Book Review: Santa Steps Out

Santa Steps Out

This review is part of my Totally F@#$ed-Up Holidays. Enjoy!

Santa Steps Out by Robert Devereaux
My rating: 4.5 of 5 stars

What if the Santa Claus you think you know wasn’t really Santa? For that matter, if the Santa that Santa knows wasn’t really Santa?

In Santa Steps Out by Robert Devereaux, we are introduced to a world where the Christian angels, mythological figure (like Santa and the Easter Bunny), and even God himself were once other mythological being, but had their identities erased and were cast in new roles by the current being who calls himself God. This isn’t a spoiler, You’re told as much in the very beginning. For example, the angel Michael was originally Hermes, or the Son (guess who?) was at one time known as Apollo. Even Mrs. Claus was once another mythological being. And instead of Rudolph, Santa’s reindeer are led by Lucifer with flaming antlers (although there’s not indication that he is any relation to the Biblical Lucifer). But there’s a flaw with this new order, and certain mythological beings must never see each other, lest their true identities begin to leak through.

This is the case with Santa Claus and the Tooth Fairy. At one point, by sheer accident, they see each other, and a lusty past between them begins to leak through and revive, and Santa’s original identity begins to leak through and fights with himself (think Gollum in “The Lord of the Rings”). Then the Easter Bunny enters the fray. Take that for what you will.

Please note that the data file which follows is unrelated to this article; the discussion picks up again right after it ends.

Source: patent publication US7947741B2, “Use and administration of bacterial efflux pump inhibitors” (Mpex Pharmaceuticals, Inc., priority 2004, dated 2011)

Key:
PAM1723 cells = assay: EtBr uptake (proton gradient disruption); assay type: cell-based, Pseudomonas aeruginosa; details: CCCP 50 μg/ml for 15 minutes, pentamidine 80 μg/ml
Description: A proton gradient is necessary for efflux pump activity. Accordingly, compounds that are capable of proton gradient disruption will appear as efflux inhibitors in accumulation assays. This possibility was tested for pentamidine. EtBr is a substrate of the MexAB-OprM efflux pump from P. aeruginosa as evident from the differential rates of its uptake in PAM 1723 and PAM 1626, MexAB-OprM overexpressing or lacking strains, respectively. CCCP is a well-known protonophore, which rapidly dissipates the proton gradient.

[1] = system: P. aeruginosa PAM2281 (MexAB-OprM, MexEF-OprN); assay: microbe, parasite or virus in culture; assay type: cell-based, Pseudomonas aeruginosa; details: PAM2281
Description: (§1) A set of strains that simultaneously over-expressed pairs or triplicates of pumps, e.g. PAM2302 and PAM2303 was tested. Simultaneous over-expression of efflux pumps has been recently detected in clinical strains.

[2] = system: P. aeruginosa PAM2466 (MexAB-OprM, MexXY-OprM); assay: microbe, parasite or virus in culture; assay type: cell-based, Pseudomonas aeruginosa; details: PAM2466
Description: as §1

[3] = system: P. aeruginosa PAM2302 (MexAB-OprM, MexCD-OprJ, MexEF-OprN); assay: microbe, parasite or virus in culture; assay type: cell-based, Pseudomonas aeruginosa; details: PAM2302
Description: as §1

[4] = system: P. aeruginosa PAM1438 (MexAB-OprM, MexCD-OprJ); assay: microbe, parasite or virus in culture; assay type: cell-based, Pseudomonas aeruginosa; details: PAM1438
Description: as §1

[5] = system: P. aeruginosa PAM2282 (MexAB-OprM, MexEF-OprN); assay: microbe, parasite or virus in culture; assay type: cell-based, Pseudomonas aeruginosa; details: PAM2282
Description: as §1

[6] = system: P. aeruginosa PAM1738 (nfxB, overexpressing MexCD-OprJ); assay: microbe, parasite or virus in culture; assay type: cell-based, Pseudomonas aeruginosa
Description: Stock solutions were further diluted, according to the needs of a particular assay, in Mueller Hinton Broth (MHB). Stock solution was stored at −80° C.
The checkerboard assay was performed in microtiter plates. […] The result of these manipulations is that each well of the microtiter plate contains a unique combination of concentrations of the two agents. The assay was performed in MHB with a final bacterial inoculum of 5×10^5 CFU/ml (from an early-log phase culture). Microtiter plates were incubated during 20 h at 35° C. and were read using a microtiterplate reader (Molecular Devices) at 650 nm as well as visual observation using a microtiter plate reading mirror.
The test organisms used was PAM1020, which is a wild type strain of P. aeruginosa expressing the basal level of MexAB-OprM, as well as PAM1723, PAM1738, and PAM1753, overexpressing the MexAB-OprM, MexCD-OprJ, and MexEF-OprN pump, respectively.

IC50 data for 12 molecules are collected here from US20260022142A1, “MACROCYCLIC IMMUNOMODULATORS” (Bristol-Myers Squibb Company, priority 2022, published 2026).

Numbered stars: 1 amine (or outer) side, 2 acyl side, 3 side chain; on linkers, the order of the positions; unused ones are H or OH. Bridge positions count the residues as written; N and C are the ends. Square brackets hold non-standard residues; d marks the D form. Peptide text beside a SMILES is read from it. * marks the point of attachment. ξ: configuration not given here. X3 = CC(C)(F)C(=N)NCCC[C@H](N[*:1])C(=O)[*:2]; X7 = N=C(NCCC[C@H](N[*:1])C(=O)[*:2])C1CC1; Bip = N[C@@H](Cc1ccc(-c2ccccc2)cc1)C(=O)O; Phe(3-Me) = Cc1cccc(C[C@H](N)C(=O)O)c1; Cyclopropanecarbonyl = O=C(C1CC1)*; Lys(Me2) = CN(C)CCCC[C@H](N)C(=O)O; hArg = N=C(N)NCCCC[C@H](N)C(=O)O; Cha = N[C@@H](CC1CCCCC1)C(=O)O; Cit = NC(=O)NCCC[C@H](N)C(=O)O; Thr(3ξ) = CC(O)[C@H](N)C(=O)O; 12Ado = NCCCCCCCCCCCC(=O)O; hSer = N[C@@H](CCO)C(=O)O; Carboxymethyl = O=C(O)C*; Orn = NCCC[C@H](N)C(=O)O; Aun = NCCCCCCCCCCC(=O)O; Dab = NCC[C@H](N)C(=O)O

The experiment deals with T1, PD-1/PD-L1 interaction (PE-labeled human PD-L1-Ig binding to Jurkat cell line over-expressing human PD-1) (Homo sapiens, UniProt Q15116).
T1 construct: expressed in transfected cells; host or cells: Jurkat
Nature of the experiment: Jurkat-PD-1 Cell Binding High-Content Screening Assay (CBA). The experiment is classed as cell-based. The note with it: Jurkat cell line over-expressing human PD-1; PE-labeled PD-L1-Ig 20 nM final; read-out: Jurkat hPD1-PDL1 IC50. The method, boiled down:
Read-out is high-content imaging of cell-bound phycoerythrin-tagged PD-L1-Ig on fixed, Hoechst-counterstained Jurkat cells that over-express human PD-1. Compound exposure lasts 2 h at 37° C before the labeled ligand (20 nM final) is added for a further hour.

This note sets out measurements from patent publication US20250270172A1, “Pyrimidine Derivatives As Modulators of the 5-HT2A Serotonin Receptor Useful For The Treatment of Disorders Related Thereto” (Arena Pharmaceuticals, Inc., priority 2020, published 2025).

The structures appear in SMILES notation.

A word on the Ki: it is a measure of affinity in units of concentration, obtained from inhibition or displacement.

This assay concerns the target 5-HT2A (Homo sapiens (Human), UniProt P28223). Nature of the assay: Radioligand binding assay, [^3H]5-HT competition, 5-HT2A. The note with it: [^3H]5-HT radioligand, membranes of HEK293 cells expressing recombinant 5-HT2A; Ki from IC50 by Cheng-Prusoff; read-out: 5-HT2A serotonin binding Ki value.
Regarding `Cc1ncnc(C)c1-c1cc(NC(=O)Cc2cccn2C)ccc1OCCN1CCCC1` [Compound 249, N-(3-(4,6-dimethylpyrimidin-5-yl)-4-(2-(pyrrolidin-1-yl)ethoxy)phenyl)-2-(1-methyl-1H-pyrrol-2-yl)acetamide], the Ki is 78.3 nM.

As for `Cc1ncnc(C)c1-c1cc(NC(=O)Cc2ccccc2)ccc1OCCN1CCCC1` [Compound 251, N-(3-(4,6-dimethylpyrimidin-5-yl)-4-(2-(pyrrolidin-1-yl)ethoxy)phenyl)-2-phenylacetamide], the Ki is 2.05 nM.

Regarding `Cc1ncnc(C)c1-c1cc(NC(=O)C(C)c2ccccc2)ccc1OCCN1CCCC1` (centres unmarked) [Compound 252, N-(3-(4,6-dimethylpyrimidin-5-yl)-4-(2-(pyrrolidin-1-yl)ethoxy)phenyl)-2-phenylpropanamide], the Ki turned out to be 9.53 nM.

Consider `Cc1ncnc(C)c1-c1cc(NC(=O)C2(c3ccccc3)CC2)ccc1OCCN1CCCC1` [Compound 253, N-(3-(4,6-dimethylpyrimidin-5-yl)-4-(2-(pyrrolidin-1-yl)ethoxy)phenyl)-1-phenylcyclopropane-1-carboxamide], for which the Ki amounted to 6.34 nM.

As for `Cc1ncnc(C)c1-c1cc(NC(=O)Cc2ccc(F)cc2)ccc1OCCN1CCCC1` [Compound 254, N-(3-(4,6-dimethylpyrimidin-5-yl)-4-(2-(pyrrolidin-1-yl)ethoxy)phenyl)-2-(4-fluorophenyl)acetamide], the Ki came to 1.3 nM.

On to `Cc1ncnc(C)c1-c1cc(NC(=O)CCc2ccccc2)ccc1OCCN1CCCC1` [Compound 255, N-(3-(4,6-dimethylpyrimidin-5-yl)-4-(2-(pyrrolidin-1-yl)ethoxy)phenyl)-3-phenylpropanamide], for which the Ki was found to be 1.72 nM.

It seems silly, but Santa Steps Out is actually incredibly good, not to mention surprisingly deep. It’s one of those books that makes you think at first that it’s going to be low-brow, highly sexualized and based solely on shock value. But it’s not this at all. It goes deeply into the subjects of history, identity, love, family, and loyalty.

The author’s choice of words doesn’t make it the easiest of reads. It’s like if Vladimir Nabokov wrote sexual holiday-themed bizarro fiction. Yet it’s so engaging that you never feel lost. The writing style is fluid and artistic, and the editing impeccable (something I’m usually a stickler for). Looking at the cover and the title, it really takes you by surprise. This book was a genuine pleasure to read.

The only complaint I have was the ending. Most of the answers we’re looking looking for are relegated to an epilogue, and things seem to get tied up too quickly, even with the subtle hint at the end that there is more to come. There is a sequel, Santa Claus Conquers the Homophobes, which I will eventually get around to reading if it’s anything like this book. Still, at the end it did feel like the author might have written himself into a corner and had to resort to deus ex machina to end the book, even while deus ex machina seemed inevitable. With knowledge that there is a sequel, this takes some of the sting out of it, as Santa Steps Out is rather hefty compared to many bizarro books, not to its detriment.

Santa Steps Out by Robert Devereaux earns 4.5 gold coins out of 5.

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